A comprehensive new study from deCODE genetics, a subsidiary of Amgen, published today in Nature Genetics, provides insights into the epidemiology and somatic and germline genetics of clonal hematopoiesis. Whole genome sequence data from Iceland and the UK Biobank, combined with a unique somatic mutation Barcoding strategy, was used to investigate clonal hematopoiesis at the population scale.

Simon N. Stacey leading scientist in a comprehensive new study that provides insights into clonal hematopoiesis with Kari Stefansson CEO of deCODE genetics.

Clonal hematopoiesis is a condition that arises when a single clonal lineage of hematopoietic stem cells (HSC) expands and becomes the source of a substantial proportion of mature blood cells. The deCODE scientists used whole-genome sequence data from over 176,000 people to detect clonal hematopoiesis in more than 16,000 subjects. The study reaffirmed that clonal hematopoiesis is very common in the elderly, approaching 50% in people over 80 years old. People with clonal hematopoiesis have an increased risk of being diagnosed subsequently with hematological neoplasia, and they have higher mortality rates. Clonal hematopoiesis had previously been claimed to be involved in a broad spectrum of nonhematological conditions ranging from carcinomas to cardiovascular disease.

The study showed that smoking accelerates the development of clonal hematopoiesis in a dose-dependent manner and that all the associated nonhematological diseases are likely tied to smoking behavior. The study found evidence of mutations that occur in HSC that can drive their clonal expansion. Moreover, the investigators found 25 inherited sequence variants that predispose individuals to develop clonal hematopoiesis. The deCODE scientists developed a method for detecting clonal hematopoiesis based on a whole genome sequence. This method relies on the fact that every clone carries a unique “barcode” of mutations that arose somatically during development and were present in the founder cell at the inception of the clone. If a particular HSC clone expands sufficiently, then this barcode of mutations can be detected by sequencing and provides an indicator that the subject has clonal hematopoiesis.

Clonal hematopoiesis has many of the hallmarks of a premalignant expansion of cell clones with the potential to become cancerous. Indeed, people with clonal hematopoiesis are at increased risk of hematological neoplasia and early death. Surprisingly, while some of the increased mortality was due to hematological neoplasia, much of it could be attributed to smoking-related diseases. Clonal hematopoiesis was found to increase the risk of being diagnosed with not only hematological neoplasia but also chronic obstructive pulmonary disease, lung cancer, peripheral artery disease, emphysema, and alcohol abuse. The study did not, however, find evidence supporting the widely reported association of clonal hematopoiesis and cardiovascular disease. Smoking was found to have a dose-dependent effect on clonal hematopoiesis and probably accelerates its development as people age. This suggests that clonal hematopoiesis is in some respects a smoking marker and that nonhematological disease associations are essentially a result of smoking behavior and advanced age.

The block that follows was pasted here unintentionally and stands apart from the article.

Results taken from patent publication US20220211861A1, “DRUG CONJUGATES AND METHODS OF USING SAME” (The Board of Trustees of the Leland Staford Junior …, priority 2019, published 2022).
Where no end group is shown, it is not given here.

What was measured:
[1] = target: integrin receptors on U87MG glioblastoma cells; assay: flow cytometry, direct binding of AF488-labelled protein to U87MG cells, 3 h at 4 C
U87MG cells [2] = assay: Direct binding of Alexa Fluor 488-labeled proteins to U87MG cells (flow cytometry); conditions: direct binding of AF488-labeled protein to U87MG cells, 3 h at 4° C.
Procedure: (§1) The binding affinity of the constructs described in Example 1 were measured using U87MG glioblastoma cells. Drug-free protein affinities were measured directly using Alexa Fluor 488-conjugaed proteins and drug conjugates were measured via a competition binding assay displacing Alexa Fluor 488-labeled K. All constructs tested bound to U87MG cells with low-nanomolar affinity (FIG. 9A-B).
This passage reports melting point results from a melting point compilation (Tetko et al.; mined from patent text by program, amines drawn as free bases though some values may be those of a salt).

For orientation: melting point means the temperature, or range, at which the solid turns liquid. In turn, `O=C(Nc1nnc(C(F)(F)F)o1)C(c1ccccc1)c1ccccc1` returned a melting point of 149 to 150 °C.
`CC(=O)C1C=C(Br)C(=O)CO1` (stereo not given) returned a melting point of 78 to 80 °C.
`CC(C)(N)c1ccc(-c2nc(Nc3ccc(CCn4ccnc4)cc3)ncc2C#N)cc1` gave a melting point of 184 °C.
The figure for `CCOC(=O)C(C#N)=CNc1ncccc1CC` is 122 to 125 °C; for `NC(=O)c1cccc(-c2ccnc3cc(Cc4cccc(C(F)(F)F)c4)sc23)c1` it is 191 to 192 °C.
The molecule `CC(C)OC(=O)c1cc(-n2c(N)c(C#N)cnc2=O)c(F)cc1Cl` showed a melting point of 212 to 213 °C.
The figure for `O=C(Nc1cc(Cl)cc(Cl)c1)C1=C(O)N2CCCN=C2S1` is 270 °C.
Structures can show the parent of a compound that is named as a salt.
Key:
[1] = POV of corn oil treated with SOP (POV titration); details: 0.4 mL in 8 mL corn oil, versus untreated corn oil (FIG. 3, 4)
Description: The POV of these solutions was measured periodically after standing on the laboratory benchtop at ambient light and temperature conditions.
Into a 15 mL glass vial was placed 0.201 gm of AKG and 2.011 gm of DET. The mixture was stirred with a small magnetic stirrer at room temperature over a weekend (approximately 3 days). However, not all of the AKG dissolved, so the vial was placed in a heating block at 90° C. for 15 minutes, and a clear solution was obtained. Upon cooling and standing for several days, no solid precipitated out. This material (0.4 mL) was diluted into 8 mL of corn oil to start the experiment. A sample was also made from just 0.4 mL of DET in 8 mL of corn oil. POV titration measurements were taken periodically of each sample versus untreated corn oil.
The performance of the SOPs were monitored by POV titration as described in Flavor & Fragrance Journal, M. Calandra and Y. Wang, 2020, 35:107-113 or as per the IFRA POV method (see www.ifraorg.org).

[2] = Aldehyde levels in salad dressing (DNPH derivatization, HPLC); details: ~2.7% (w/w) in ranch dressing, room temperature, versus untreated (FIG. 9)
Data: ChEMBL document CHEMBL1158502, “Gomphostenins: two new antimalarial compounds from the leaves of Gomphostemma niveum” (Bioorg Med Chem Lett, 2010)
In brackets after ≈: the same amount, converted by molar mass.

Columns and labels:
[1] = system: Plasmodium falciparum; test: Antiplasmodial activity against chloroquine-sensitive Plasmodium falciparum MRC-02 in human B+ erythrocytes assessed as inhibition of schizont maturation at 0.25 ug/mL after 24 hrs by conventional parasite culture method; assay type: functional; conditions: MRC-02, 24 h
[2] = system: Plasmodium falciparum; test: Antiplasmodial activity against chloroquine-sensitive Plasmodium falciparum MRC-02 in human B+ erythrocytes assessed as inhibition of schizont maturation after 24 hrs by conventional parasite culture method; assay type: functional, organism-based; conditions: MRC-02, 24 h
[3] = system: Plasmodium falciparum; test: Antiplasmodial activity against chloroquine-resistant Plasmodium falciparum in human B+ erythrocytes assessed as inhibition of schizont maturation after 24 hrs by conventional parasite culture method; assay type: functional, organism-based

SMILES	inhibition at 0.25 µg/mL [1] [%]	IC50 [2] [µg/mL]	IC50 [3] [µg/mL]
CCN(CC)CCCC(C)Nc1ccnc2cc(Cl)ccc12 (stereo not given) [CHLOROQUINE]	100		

The study then investigated the genetic underpinnings of clonal hematopoiesis, focusing first on mutations that might occur in the HSCs, giving them a selective advantage and allowing them to take over the bone marrow and hematopoiesis. They find several of these so-called driver mutations, many of which have known involvement in myeloid and lymphoid neoplasia. However, most HSC clones do not have an obvious driver mutation and why they expand remains a mystery. Turning to inherited variants that predispose people to get CH, deCODE found altered genes at 25 such loci. These variants were in some instances shown to affect gene expression, splicing, or levels of plasma proteins connected with CH. The variants tend to also affect blood cell counts, myeloproliferative neoplasia, and leukocyte telomere length. Overall, the study has provided substantial insights into the genetics and epidemiology of clonal hematopoiesis.